Man of Steel: An overstuffed but moderate success

In recent years, superhero blockbusters have become all about humanizing the characters and grounding the story in our world, shedding away any and all campiness. This trend began to pick up steam with Christopher Nolan’s “Batman Begins,” and it’s hard not to make the comparison between that film and “Man of Steel.” Both reboot their respective franchises, give a fresh take on their hero’s origin story, and with a more serious tone than previous installments. But “Batman Begins” is about a regular man who uses his wealth to become a vigilante. How do you apply that same sort of formula to an indestructible alien with virtually no flaws or weaknesses?

Director Zack Snyder’s answer is to focus on the emotional journey of Clark Kent (Henry Cavill), with “Man of Steel” being less about his relationship to individual characters like Lois Lane (Amy Adams) and more about his relationship with humanity as a whole. It’s an interesting take on the character, in that we never really get sequences of Clark training and learning to control his powers as we usually see in these kinds of movies. Instead, Clark must ask himself how the world will react to the existence of someone like him, and to question whether or not he should reveal himself, and if so, when is the right time?

Right from the opening scene, “Man of Steel” is a science fiction movie through and through, more than it’s even a superhero movie. These sci-fi elements are fully embraced, to the point where at times it feels like a full-blown alien invasion blockbuster. On those terms, it’s a damn good one. This makes sense when considering Superman’s back story, probably the most fantastical of any of the current superheroes. It’s interesting to see a version which explores this element more in depth, though it might be initially jarring to some viewers.

As far as the spectacle goes, “Man of Steel” is mind boggling, and full to the brim with fan service. The action is well choreographed and easy to follow, though at times relying a bit too much on shakycam. Despite being so fantastical, as we’re essentially watching aliens flying around fighting each other, it somehow feels grounded. We feel the weight of every punch, and fully understand just how powerful these characters are in relation to each other and to the humans. Scenes like these have potential to come across like a live action cartoon with no stakes, but Snyder never allows that to happen, which is truly impressive.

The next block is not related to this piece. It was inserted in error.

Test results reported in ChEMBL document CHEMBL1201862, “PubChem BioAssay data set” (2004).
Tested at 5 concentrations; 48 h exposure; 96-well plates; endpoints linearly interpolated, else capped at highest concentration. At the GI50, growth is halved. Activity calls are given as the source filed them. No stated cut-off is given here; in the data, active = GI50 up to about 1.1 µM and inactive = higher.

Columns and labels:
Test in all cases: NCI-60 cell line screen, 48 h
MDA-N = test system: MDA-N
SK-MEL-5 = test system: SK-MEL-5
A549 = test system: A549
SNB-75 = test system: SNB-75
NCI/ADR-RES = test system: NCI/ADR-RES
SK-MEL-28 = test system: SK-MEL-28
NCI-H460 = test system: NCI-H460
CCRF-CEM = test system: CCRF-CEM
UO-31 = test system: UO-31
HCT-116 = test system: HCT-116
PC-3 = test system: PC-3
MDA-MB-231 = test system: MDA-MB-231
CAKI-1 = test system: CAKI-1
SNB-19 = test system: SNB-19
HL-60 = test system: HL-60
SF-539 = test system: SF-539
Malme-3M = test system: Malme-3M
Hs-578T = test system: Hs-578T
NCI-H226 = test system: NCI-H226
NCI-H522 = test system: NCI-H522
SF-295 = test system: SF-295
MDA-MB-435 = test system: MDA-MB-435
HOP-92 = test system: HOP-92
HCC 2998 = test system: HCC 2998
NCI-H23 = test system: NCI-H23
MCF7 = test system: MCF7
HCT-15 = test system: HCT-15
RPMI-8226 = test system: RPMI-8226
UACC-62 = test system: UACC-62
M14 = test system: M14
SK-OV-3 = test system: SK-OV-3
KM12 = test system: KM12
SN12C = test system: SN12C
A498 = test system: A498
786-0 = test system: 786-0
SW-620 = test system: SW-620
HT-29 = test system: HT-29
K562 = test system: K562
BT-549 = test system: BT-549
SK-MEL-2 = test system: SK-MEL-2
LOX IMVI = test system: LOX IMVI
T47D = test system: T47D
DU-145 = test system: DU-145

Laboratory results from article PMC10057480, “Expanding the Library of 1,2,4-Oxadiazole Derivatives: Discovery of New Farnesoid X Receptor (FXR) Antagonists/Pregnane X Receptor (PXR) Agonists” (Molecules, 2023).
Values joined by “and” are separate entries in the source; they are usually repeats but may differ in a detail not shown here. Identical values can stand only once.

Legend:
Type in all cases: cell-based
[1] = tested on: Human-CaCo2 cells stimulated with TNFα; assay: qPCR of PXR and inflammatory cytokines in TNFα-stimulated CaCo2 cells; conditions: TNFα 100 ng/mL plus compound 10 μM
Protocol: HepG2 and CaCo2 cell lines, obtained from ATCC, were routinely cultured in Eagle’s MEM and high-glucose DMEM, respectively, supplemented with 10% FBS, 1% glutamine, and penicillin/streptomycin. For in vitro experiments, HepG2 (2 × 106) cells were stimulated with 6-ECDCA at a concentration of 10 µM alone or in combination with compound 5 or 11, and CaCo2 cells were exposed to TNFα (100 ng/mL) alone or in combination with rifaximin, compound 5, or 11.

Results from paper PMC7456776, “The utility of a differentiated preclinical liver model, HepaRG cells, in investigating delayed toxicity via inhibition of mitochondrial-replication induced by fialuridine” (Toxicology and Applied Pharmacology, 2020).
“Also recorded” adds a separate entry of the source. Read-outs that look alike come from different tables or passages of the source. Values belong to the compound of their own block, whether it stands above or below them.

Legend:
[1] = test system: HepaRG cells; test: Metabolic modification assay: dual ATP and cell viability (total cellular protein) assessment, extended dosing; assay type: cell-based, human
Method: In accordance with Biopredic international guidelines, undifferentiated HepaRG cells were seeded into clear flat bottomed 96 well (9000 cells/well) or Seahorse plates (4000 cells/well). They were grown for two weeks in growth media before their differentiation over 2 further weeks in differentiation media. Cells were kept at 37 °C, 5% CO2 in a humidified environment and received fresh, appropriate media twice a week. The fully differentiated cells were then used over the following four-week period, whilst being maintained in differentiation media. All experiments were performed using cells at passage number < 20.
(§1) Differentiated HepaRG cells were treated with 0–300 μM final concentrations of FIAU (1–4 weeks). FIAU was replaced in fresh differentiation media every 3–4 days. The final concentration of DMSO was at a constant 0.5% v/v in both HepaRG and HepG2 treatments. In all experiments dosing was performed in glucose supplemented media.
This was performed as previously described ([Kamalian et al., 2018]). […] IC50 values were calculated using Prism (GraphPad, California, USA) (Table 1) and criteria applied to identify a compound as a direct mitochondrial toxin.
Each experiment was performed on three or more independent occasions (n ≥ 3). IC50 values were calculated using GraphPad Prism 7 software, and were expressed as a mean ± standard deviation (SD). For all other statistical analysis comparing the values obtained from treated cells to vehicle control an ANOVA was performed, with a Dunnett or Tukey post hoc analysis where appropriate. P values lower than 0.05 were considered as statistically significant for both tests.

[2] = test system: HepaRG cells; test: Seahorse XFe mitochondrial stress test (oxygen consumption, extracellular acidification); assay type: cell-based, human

Like many summer blockbusters, though, “Man of Steel” is extremely overstuffed, suffering from some serious pacing issues. Nolan’s “Batman Begins” allowed us to spend a full hour with Bruce Wayne before he even became Batman, and though this might be frustrating at first, it’s part of why we were able to connect to Wayne so much in that trilogy. With “Man of Steel,” though, the pacing in the first act is all over the place.

First we’re watching a lengthy prologue in Krypton. Next thing we know, we’re 30 years in the future, watching Clark as a grown man. Within minutes, we’re flashing back to him as a kid. Then we’re back to him as an adult, but wait, now we’re back to him as a kid, a few years older than before. It’s difficult to focus on anything when we’re constantly jumping back and forth like this. Why not spend just a bit more time with Clark as a kid, with all the scenes in order, rather than constantly flashing back?

All of these individual scenes are well done though, especially the sequences of young Clark interacting with his father (Kevin Costner). On an emotional level, this is a great back story for the character, which helps us connect to him despite being an indestructible alien. But I’d like to see a version of the movie that allows us to spend just a little more time to soak in these sequences before moving on to the next thing, and I’m crossing my fingers for a director’s cut somewhere down the line (Snyder’s “Watchmen” film suffered from pacing problems as well, but this was completely fixed in the longer director’s cut).

This problem also pops back up again in the last act of the film. The action in this movie is spectacular, and some of the best in a modern summer blockbuster, but there’s simply way too much of it. I really never thought I’d be complaining about a movie having too much action, but there’s a point in the last act where it simply grows tiresome. After a while, we get our fill of Superman destroying things, and I just wish Snyder could have replaced one or two of these action scenes with some more character development. In a movie like “The Avengers,” the large amount of action is still broken up with dialogue and character beats. Here, at a certain point, the action is virtually non-stop.

Overall, Snyder has done a fine job rebooting a classic character for a new generation, even if the film isn’t quite as strong as recent reboots like “Batman Begins,” “Iron Man,” or “The Amazing Spiderman.” Because of some pacing issues, we don’t always connect to the characters on an emotional level as much as we do in a film like “The Dark Knight.” But this portrayal of Superman is memorable and, even if not a modern day masterpiece, it’s still an entertaining summer blockbuster.  As someone who has never really been into Superman in the past, “Man of Steel” got me interested in the future of this franchise, and in that respect, Snyder’s film is a success in my mind.

Source the Station

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